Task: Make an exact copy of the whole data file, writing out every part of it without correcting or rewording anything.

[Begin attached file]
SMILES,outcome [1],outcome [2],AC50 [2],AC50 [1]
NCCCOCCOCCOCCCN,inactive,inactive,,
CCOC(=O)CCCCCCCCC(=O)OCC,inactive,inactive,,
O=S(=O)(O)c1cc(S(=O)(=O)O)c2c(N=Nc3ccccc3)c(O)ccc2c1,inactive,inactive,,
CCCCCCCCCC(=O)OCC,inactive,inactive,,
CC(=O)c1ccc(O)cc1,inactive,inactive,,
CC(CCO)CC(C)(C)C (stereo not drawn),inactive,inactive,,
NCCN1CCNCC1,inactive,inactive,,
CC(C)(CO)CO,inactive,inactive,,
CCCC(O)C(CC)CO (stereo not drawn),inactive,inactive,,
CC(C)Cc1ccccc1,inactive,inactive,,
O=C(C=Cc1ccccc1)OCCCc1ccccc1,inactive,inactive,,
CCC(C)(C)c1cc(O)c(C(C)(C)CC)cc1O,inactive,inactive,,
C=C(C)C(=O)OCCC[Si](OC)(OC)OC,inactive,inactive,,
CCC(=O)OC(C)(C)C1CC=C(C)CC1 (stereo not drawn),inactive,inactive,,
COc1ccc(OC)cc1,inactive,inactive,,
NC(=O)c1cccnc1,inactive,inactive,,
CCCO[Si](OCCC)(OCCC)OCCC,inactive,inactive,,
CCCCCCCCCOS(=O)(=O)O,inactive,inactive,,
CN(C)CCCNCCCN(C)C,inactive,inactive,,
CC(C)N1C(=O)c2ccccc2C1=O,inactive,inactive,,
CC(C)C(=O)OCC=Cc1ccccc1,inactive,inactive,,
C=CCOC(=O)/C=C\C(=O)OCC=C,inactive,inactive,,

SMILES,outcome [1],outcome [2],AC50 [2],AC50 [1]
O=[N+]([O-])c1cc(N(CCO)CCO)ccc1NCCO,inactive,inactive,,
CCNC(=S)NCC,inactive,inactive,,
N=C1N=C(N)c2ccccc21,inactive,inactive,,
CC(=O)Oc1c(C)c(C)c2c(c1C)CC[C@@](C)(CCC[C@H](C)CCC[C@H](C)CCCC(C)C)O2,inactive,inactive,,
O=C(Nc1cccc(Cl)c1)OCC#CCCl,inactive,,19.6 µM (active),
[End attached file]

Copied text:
SMILES,outcome [1],outcome [2],AC50 [2],AC50 [1]
NCCCOCCOCCOCCCN,inactive,inactive,,
CCOC(=O)CCCCCCCCC(=O)OCC,inactive,inactive,,
O=S(=O)(O)c1cc(S(=O)(=O)O)c2c(N=Nc3ccccc3)c(O)ccc2c1,inactive,inactive,,
CCCCCCCCCC(=O)OCC,inactive,inactive,,
CC(=O)c1ccc(O)cc1,inactive,inactive,,
CC(CCO)CC(C)(C)C (stereo not drawn),inactive,inactive,,
NCCN1CCNCC1,inactive,inactive,,
CC(C)(CO)CO,inactive,inactive,,
CCCC(O)C(CC)CO (stereo not drawn),inactive,inactive,,
CC(C)Cc1ccccc1,inactive,inactive,,
O=C(C=Cc1ccccc1)OCCCc1ccccc1,inactive,inactive,,
CCC(C)(C)c1cc(O)c(C(C)(C)CC)cc1O,inactive,inactive,,
C=C(C)C(=O)OCCC[Si](OC)(OC)OC,inactive,inactive,,
CCC(=O)OC(C)(C)C1CC=C(C)CC1 (stereo not drawn),inactive,inactive,,
COc1ccc(OC)cc1,inactive,inactive,,
NC(=O)c1cccnc1,inactive,inactive,,
CCCO[Si](OCCC)(OCCC)OCCC,inactive,inactive,,
CCCCCCCCCOS(=O)(=O)O,inactive,inactive,,
CN(C)CCCNCCCN(C)C,inactive,inactive,,
CC(C)N1C(=O)c2ccccc2C1=O,inactive,inactive,,
CC(C)C(=O)OCC=Cc1ccccc1,inactive,inactive,,
C=CCOC(=O)/C=C\C(=O)OCC=C,inactive,inactive,,

SMILES,outcome [1],outcome [2],AC50 [2],AC50 [1]
O=[N+]([O-])c1cc(N(CCO)CCO)ccc1NCCO,inactive,inactive,,
CCNC(=S)NCC,inactive,inactive,,
N=C1N=C(N)c2ccccc21,inactive,inactive,,
CC(=O)Oc1c(C)c(C)c2c(c1C)CC[C@@](C)(CCC[C@H](C)CCC[C@H](C)CCCC(C)C)O2,inactive,inactive,,
O=C(Nc1cccc(Cl)c1)OCC#CCCl,inactive,,19.6 µM (active),